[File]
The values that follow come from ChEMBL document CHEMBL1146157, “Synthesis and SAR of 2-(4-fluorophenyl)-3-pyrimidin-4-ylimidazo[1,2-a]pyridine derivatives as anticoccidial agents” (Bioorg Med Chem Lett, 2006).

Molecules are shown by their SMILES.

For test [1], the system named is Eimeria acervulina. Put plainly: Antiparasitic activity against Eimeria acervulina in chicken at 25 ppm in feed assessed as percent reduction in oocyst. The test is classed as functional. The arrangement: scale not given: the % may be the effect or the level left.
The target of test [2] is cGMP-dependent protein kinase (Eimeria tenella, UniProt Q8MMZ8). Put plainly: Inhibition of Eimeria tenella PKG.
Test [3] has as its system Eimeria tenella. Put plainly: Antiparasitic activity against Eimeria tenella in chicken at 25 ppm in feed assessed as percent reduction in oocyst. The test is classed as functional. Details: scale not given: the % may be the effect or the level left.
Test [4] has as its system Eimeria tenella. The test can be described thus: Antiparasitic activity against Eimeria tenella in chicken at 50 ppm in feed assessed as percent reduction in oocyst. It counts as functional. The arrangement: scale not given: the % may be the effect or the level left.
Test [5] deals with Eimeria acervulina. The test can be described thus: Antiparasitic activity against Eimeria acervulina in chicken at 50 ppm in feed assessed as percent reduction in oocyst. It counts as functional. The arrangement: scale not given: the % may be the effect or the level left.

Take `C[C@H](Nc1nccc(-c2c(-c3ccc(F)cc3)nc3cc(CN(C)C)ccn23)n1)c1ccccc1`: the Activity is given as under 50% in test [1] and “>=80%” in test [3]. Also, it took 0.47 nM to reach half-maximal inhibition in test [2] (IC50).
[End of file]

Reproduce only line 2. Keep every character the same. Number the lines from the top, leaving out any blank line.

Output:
Molecules are shown by their SMILES.